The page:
Within 20 years after the publication of The Origin of Species, “Social Darwinism” had arisen, propounded by Thomas Huxley and others of Darwin’s own followers. Social Darwinists still argue even now that, since species evolved by survival of the fittest individuals, the fittest were those who were victorious in the warfare of all against all. Therefore giving help to the weaker members of a species merely interferes with the progress of that species. Therefore giving welfare benefits to the desperately poor in order to keep them alive merely degrades the quality of our society. This is, of course, an argument advanced by Republicans and other conservatives, who apparently are too feebleminded or lazy to understand Darwin’s theory. It amounts to an excuse for their mendacity, selfishness, and lack of compassion.

That is, Social Darwinism is an almost perverse misunderstanding of Darwin’s concept of natural selection. (It was a later writer who coined the term “survival of the fittest.”) Darwin did not argue that evolution resulted from competition within or between species. The stories in Genesis imply that God created the animals with exactly the traits they have now, and that all members of a species are exactly alike. The pre-Socratic philosophers had instead deduced that animal life had evolved over time.

What Darwin argued was that, since not all members of a species have exactly the same innate characteristics, when their environment changes, as environments always do, some of those members would survive better in the new environment because of their particular innate characteristics; that is, they would “fit” the new environment better. (Part of the proof that Darwin’s theory was correct was that it predicted the existence and nature of genes.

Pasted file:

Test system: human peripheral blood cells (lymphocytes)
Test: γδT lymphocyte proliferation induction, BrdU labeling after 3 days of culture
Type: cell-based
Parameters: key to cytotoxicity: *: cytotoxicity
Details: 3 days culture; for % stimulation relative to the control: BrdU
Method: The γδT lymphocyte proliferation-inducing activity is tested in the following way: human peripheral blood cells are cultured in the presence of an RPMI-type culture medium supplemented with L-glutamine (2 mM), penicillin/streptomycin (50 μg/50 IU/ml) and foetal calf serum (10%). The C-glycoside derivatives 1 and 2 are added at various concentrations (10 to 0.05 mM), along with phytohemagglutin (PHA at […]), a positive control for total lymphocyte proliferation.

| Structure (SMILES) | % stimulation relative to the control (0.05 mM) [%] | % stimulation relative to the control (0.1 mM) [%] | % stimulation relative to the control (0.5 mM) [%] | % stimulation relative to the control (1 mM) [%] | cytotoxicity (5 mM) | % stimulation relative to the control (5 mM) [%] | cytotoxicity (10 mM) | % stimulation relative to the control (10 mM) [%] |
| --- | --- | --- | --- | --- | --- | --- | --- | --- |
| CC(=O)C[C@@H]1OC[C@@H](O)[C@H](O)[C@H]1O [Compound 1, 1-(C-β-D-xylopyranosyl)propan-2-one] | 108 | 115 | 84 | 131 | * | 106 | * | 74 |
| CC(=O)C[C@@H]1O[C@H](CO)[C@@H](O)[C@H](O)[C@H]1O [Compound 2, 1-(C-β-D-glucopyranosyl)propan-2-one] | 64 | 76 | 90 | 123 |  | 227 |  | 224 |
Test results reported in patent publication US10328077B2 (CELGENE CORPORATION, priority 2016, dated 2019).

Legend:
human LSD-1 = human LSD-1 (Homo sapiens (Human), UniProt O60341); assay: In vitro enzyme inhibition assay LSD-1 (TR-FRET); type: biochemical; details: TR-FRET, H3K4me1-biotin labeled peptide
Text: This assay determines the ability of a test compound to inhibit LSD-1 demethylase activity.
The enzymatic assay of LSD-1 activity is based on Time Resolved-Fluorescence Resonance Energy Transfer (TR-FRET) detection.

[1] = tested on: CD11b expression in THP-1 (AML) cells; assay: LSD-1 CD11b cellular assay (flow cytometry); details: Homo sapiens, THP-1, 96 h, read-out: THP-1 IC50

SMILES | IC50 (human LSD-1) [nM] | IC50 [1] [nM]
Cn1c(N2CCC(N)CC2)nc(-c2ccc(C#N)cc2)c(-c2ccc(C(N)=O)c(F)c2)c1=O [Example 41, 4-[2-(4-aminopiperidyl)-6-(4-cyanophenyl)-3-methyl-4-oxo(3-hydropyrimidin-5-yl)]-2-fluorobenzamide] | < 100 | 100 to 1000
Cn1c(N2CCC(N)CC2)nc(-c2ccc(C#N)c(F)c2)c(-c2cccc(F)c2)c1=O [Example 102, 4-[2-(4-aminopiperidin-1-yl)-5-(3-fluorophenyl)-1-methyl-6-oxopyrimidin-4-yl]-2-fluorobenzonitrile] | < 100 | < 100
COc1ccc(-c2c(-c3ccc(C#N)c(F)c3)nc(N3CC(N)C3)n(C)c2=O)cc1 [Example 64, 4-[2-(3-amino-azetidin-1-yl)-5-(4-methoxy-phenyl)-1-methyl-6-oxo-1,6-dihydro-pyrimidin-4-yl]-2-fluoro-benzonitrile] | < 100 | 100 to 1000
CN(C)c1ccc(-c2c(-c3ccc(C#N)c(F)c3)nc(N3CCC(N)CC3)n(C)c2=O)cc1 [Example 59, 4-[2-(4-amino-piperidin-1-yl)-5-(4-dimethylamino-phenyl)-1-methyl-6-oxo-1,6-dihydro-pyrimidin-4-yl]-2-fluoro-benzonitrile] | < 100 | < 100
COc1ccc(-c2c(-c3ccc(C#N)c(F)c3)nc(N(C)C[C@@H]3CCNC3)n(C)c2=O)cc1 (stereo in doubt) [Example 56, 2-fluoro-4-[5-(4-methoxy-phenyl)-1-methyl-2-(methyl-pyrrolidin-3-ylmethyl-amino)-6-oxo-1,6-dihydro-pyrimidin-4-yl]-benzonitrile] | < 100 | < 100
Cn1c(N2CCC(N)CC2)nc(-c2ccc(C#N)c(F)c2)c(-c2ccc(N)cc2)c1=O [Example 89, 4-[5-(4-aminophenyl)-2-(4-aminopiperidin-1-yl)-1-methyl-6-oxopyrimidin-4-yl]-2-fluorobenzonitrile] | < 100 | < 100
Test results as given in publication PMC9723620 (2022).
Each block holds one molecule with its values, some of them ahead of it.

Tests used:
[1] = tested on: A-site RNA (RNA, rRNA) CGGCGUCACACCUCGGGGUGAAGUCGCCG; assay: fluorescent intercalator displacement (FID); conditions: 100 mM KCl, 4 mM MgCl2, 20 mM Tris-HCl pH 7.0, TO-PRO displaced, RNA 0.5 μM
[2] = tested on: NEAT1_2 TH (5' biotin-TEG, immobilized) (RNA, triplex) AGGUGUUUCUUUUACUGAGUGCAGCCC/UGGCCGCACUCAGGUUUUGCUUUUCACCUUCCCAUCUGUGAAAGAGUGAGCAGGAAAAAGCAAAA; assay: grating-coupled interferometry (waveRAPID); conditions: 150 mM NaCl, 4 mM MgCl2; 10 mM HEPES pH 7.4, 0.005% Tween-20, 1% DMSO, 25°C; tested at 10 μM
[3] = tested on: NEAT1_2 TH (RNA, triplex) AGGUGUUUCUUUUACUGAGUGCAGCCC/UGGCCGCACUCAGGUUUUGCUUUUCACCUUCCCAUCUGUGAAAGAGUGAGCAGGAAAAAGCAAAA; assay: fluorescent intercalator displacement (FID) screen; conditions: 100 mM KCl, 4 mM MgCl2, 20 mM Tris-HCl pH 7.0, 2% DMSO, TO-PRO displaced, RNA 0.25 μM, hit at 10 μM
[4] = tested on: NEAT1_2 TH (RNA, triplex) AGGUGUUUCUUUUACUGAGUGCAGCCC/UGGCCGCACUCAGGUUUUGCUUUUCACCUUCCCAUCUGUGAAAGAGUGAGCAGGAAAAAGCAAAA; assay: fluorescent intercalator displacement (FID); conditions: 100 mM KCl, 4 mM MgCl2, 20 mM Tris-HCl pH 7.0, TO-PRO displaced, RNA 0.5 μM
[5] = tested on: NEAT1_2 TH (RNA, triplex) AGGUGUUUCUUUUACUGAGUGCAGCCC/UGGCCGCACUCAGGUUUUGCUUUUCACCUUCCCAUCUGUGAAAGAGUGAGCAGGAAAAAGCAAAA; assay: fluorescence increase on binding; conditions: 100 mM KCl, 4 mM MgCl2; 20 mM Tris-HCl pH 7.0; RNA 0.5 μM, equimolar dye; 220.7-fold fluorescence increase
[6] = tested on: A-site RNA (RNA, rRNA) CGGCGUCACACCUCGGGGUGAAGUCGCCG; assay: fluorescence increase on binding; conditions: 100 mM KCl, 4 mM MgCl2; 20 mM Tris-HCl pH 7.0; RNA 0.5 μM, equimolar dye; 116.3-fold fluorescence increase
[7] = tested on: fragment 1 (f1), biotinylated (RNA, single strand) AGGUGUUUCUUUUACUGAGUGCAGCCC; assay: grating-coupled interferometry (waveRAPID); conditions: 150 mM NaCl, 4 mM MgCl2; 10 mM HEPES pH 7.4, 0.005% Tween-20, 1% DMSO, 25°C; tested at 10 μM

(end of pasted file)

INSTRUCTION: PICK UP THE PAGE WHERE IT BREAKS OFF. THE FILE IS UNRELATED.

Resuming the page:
Articles by Thomas Huxley propounding Social Darwinism appeared in the British journal Nature in the late 1880s. Kropotkin responded to them with a series of articles, published in that journal also, that were later gathered into his most important book, Mutual Aid: A Factor in Evolution, published in 1902.

Kropotkin’s agenda only began with observing animal behavior. From the beginning, within a long tradition of Russian social thought, he was thinking about human behavior. Hobbes’ argument, like that of many previous Greek and Christian philosophers, was that if primitive human beings had lived in a state of constant warfare against each and every other human, sometimes including the females. Hence, he argued that government was invented in order to force people to obey rules and thus be “good,” and that such government had to be imposed by whoever had the most power to do so, i.e., the King, meaning the meanest SOB in the territory.